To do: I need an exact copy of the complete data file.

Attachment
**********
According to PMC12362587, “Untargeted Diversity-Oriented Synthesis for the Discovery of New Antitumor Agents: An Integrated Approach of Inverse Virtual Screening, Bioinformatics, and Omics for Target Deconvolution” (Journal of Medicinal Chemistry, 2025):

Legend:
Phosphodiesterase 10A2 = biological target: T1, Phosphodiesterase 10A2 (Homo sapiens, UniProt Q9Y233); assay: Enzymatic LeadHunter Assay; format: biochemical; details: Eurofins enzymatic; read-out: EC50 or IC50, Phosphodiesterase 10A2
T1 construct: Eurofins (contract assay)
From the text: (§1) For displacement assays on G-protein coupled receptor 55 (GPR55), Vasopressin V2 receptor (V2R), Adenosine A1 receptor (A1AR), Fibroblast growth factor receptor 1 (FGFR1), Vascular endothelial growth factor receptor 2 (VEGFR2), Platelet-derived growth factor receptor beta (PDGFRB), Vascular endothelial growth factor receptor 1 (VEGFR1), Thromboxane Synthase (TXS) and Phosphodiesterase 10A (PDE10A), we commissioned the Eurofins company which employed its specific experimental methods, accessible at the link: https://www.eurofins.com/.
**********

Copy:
According to PMC12362587, “Untargeted Diversity-Oriented Synthesis for the Discovery of New Antitumor Agents: An Integrated Approach of Inverse Virtual Screening, Bioinformatics, and Omics for Target Deconvolution” (Journal of Medicinal Chemistry, 2025):

Legend:
Phosphodiesterase 10A2 = biological target: T1, Phosphodiesterase 10A2 (Homo sapiens, UniProt Q9Y233); assay: Enzymatic LeadHunter Assay; format: biochemical; details: Eurofins enzymatic; read-out: EC50 or IC50, Phosphodiesterase 10A2
T1 construct: Eurofins (contract assay)
From the text: (§1) For displacement assays on G-protein coupled receptor 55 (GPR55), Vasopressin V2 receptor (V2R), Adenosine A1 receptor (A1AR), Fibroblast growth factor receptor 1 (FGFR1), Vascular endothelial growth factor receptor 2 (VEGFR2), Platelet-derived growth factor receptor beta (PDGFRB), Vascular endothelial growth factor receptor 1 (VEGFR1), Thromboxane Synthase (TXS) and Phosphodiesterase 10A (PDE10A), we commissioned the Eurofins company which employed its specific experimental methods, accessible at the link: https://www.eurofins.com/.